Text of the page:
Four Washington Towns That Think They’re in Europe

It’s fair for the kids to get a little confused about geography, if you’re visiting certain Washington burgs. You drive a few miles, then tour a town with a Norwegian flag flying overhead. A clue that you’re NOT in Norway? Everything’s in English, you pay in dollars and you won’t find nude sunbathing on Poulsbo’s cold, rocky beach.

Next time you’re feeling Europe-sick (and don’t have the funds for a flight), check out these four Washington towns:

Poulsbo. Easily a daytrip from Seattle, this shop-rich, Kitsap Peninsula village offers a quaint harbor bobbing with boats (rent your own at Northwest Boat Rentals), quirky grocery shopping options (Marina Grocery Store has licorice-sampling area, so you can pick your pleasure — salty or sweet?), adorable bakeries (Sluys’ Bakery slings maple-doughnut gingerbread boys), a tiny bookstore with a generous children’s area (Liberty Bay Bookstore), decent toy shop and a sciencetastic experience in the form of the Poulsbo Marine Science Center. PMSC is a lovely little donations-welcome center that offers a touch tank and cool views of the Sound outside — plus arts and science projects for the kids.

Poulsbo's charming streets on the Kitsap Peninsula

Leavenworth. About a three-hour drive east of Seattle, Leavenworth pulls out all the stops in a recreation of Bavaria. The effect is helped along quite a bit due to location, location, location (at the foot of the Cascades, which loom like a Hollywood set behind the town). You can read all about kid-friendly Leavenworth shops, restaurants and hotels on my Leavenworth with kids page. Leavenworth probably offers the most well-developed tourism options, of all the towns listed here.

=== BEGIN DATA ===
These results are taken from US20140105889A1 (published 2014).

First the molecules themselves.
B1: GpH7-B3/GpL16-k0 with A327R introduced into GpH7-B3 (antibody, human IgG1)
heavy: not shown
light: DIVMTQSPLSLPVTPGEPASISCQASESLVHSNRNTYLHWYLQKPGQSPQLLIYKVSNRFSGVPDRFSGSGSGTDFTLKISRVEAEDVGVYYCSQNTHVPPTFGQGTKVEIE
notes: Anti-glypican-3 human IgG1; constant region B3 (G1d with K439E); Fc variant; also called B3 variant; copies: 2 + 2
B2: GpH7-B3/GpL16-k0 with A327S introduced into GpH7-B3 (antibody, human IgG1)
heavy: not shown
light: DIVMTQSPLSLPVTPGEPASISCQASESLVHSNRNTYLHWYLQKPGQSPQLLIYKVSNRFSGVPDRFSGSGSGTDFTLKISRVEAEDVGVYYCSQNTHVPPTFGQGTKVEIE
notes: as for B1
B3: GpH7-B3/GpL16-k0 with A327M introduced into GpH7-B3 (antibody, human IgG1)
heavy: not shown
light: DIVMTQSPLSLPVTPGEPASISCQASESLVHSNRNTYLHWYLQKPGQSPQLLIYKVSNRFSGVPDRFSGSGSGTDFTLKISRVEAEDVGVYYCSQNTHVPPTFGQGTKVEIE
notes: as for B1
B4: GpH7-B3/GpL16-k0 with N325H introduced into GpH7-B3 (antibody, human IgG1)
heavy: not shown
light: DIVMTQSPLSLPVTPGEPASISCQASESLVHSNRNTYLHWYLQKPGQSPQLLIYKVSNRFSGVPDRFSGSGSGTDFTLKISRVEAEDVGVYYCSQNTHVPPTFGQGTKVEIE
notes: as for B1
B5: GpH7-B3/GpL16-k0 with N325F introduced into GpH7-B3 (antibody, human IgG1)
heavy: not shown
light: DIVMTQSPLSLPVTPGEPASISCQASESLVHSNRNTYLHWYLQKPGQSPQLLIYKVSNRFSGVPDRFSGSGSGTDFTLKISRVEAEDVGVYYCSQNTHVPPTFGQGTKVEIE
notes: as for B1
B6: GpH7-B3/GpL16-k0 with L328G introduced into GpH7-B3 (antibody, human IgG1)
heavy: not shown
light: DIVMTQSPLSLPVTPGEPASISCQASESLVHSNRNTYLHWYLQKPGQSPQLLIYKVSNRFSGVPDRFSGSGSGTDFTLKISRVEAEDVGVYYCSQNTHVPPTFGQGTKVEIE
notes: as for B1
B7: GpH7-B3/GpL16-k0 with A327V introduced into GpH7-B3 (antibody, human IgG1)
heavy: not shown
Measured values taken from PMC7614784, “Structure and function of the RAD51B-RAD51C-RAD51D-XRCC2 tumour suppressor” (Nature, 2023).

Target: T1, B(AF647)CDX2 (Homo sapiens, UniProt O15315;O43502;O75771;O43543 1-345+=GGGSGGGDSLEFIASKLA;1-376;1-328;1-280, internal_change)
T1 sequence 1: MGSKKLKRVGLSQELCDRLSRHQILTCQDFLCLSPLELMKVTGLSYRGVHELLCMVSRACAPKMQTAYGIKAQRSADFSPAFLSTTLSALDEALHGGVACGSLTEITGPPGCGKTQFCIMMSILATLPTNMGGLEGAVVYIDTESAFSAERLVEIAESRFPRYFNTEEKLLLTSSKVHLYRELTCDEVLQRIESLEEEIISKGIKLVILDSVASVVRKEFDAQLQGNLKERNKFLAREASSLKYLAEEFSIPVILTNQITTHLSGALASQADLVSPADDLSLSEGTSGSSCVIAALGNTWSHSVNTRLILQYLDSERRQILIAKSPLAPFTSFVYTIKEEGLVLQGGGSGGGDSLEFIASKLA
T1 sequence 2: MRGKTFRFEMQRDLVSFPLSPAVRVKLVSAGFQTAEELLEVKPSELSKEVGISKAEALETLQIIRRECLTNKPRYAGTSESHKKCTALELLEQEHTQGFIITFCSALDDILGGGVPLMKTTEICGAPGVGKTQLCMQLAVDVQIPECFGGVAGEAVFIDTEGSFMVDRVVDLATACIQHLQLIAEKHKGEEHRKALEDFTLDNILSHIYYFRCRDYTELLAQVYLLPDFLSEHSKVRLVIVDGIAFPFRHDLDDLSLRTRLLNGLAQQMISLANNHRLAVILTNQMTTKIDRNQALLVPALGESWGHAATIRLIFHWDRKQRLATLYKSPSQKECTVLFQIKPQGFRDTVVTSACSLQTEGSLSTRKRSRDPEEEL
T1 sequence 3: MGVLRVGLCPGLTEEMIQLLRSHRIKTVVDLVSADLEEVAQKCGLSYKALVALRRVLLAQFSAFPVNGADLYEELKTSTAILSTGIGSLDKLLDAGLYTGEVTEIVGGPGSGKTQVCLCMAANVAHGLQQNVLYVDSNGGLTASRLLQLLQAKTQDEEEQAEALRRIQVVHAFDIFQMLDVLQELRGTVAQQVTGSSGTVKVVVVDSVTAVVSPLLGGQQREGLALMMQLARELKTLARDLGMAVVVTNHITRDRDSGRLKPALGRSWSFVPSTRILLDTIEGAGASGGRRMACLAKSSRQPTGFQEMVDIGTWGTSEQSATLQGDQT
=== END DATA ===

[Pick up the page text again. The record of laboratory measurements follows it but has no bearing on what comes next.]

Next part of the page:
Lynden. Two hours northeast of Seattle and one hour southeast of Vancouver, BC, you’ll find the sleepy little town of Lynden. There’s not a whole lot to Lynden — in my experience — but the slightly cheesy windmill, faux canals and funky antique malls are worth a morning’s visit. Lynden is also convenient to trans-border traffic between at the  sleepy Aldergrove-Lynden crossing. In Lynden, you can sleep in the Dutch Village Inn windmill (know that they charge extra for kids, even if they’re not using extra bedding).

Lynden: Sometimes, we ride in boat-shoes.

If you go to Lynden, visit on a Saturday, when Dutch Mother’s Family Restaurant is open and slings crazy-big pannekoeken with blueberries and real whipped cream. The town is buttoned up tight on Sunday. This is small, small town Washington.

Odessa. Odessa is located  90 minutes west of Spokane, among Eastern Washington’s rolling wheat fields. Around 80% of the village’s population descended from German or Russian immigrants; the annual Deutschefest in September celebrates the town’s ancestry. One-story businesses (including the Hair Haus and Das Kraut Haus) line the traffic-free streets. Odessa is near the fascinating Soap Lake, where bubble waves wash up on shore.